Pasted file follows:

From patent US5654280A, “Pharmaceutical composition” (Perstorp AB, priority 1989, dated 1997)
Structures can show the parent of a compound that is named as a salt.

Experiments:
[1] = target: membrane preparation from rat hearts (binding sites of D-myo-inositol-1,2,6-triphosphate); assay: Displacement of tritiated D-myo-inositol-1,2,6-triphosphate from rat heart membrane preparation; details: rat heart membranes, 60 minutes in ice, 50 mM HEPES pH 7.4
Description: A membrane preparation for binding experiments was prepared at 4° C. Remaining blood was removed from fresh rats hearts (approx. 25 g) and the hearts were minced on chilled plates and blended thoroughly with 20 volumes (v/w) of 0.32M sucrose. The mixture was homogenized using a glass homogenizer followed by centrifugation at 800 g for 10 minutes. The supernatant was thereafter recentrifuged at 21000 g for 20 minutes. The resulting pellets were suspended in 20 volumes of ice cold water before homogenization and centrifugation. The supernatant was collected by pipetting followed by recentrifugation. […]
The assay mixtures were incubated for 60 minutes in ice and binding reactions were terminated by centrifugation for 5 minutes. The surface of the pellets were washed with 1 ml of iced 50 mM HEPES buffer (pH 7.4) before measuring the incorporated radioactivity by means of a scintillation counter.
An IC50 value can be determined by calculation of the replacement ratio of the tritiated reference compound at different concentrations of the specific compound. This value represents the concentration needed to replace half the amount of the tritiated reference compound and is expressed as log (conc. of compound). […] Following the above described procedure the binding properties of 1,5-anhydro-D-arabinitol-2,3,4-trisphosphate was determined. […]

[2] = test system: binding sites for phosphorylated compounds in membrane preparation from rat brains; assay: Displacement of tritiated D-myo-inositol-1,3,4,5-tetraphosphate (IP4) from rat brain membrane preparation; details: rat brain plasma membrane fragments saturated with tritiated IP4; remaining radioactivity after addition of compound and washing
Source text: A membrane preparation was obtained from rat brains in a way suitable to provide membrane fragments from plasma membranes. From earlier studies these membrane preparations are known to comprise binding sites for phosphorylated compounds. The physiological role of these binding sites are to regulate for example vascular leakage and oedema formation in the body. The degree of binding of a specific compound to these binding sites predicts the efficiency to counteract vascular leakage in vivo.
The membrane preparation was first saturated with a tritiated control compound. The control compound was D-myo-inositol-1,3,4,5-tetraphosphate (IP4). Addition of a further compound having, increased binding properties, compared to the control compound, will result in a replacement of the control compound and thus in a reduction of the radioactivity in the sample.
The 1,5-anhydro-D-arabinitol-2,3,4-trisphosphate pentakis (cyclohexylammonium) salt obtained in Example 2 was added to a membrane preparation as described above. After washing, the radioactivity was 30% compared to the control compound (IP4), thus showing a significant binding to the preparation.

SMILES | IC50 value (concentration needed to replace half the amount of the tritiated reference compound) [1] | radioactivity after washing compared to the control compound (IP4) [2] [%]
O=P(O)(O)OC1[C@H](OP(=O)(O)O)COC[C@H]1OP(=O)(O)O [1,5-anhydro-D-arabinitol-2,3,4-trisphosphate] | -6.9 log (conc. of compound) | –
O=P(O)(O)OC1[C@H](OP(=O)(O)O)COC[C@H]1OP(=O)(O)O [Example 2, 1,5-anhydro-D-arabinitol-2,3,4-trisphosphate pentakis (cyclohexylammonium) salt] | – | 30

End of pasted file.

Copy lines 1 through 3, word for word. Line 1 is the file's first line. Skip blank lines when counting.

From patent US5654280A, “Pharmaceutical composition” (Perstorp AB, priority 1989, dated 1997)
Structures can show the parent of a compound that is named as a salt.

Experiments: